See also: How to speed up your laptop or PC
Next is a summary of the key tools offered by each antivirus suite.
- Antivirus and firewall
- Real-time protection
- Free VPN (150MB/day). Secure and private Internet browsing
- Wi-Fi protection against hackers
- Scanning of external devices for infection prevention
- Parental control for Windows: Monitor and restrict device usage for your children
- Identity protection for safe online shopping and browsing
- Password generator
- Cleanup. Removal of files that slow down your PC
- Premium VPN. Secure, private, and unlimited Internet browsing
- Real-Time Antivirus
- Automatic Exploit Prevention
- Trojan Remover
- Instant Threat Detection
- Malicious Link Detector
- Malware Defender
- Trusted Application Mode
- Custom Hardened Browser
- Two-Way Firewall
- Payment Protection
- App Lock
- Privacy Browsing
- Webcam Protection
Kaspersky comes ahead in the feature department. It includes elements like a 300MB/day VPN, a password manager, a file backup and a file shredder.
Next, I will turn to examine the VPNs each company offers in more detail.
Panda’s Premium VPN operates using the same engine as Kaspersky’s, both based on Hotspot Shield technology.
As such, it establishes and maintains connections with the same excellent speed as other Hotspot Shield apps, and is relatively simple to operate. It allows up to five simultaneous connections per account.
On the other hand, the lightweight nature and price of the VPN does come with certain caveats. The program lacks many features, including a notably absent killswitch, no VPN protocol options, and servers in just 23 countries. While it does work with Netflix, it failed to bypass VPN blocks on Amazon Prime and BBC iPlayer. So if you are looking for a VPN geared towards streaming media from other countries, this one may not be for you.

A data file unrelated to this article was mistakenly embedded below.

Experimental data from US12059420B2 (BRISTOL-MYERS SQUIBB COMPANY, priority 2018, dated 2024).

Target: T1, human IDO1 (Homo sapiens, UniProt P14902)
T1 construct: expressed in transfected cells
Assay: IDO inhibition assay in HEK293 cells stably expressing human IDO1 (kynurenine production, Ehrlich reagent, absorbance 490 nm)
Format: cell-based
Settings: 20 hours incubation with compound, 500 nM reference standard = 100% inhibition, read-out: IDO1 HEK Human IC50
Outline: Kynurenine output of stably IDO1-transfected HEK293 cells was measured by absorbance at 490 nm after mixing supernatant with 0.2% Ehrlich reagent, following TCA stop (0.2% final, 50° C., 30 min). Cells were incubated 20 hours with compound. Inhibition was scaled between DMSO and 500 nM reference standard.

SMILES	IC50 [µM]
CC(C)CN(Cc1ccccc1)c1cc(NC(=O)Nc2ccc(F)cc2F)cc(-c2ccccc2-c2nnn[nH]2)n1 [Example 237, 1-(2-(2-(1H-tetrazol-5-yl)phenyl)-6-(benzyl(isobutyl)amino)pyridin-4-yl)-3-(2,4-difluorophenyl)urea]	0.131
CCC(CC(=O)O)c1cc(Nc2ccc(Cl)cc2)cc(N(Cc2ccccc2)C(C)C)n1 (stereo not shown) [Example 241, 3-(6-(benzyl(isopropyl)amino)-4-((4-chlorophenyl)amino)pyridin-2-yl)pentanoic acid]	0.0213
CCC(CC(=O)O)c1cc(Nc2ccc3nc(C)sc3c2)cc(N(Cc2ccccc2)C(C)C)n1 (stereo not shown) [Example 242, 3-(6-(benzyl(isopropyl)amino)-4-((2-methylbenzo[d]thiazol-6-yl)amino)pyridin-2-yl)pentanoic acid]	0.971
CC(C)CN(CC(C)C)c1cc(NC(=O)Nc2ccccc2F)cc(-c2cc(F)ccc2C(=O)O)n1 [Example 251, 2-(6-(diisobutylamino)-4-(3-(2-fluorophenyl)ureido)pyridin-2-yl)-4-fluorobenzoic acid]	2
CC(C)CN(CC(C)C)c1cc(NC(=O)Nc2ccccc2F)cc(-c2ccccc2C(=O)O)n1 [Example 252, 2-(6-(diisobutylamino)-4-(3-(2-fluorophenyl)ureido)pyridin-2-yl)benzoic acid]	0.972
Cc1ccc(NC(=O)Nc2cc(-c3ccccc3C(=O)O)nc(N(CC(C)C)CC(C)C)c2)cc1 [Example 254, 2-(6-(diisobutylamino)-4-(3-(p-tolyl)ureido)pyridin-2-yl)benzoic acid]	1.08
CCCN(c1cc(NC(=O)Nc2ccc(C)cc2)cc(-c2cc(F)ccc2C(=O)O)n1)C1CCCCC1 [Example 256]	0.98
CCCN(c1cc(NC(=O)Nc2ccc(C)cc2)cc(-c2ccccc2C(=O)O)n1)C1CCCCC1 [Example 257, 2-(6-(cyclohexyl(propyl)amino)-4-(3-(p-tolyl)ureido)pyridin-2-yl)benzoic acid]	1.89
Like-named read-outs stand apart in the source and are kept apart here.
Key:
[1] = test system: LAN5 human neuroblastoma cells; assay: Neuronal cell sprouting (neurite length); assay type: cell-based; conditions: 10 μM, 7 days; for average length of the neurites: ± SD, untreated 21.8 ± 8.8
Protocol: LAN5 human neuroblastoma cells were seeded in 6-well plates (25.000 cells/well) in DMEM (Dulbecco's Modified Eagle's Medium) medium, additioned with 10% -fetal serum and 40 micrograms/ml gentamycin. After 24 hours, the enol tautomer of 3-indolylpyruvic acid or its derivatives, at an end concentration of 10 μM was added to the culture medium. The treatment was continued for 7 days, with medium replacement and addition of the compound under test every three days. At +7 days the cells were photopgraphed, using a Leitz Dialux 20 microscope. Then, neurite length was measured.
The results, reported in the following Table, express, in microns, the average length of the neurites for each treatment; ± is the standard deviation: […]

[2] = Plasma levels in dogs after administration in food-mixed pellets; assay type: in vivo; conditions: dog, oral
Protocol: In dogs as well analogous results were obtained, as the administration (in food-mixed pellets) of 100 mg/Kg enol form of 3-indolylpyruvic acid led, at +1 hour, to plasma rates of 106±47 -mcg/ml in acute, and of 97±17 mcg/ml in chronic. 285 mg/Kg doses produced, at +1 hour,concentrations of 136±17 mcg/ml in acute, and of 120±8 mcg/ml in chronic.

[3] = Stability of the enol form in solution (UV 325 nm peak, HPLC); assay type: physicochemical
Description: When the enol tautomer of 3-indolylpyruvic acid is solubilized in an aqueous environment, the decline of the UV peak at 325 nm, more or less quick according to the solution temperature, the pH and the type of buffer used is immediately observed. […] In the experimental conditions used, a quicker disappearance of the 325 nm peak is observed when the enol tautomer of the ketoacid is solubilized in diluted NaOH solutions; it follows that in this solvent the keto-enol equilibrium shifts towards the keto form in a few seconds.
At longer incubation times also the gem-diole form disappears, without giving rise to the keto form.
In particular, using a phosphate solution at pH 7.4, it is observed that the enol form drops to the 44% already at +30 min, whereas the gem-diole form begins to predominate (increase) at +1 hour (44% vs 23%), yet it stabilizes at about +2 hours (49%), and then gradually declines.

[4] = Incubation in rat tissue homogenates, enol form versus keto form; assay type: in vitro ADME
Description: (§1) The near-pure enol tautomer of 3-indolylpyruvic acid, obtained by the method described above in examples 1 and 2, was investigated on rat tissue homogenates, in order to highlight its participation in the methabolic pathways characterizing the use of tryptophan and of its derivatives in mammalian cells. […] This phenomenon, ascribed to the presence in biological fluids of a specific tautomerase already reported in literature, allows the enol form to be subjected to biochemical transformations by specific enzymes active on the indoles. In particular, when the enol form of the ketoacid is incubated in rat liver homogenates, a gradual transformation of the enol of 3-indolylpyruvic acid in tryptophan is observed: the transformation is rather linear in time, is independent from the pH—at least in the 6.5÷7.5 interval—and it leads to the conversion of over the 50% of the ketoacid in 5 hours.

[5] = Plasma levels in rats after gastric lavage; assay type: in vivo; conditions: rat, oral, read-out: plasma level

The VPN is priced at $11.99 monthly, $4.99 monthly for a yearly subscription, and $2.96 monthly if you purchase a three-year subscription to its service.
The free VPN is an extremely limited one, with a 200MB/day data cap, which can be extended to 300MB/day if you register your email address with Kaspersky. This adds up to a decent data cap per month for browsing securely, but it makes attempting to stream or download anything on that plan problematic. Kaspersky Total Security includes this expanded 300MB/day VPN product as standard.
Kaspersky’s premium subscription costs $4.99 billed monthly, and paying for a full year upfront drops that to an approximate $1.67/month. There is a much-reduced feature list compared to leaders in the VPN market like ExpressVPN or Hotspot Shield, but you do end up paying a fraction of the price for it.
The company’s VPN app is available for Windows, Mac, Android, iOS and Linux.
While it is cheap, it is worth noting that the VPN does not have a killswitch and only has locations available in 18 different countries.
Sign up and installation
Kaspersky’s website is clearly laid out, with the installation path relatively easy to follow. It took me three different clicks and a slight amount of scrolling to get to its checkout page, with a standard four-step process to purchase the product.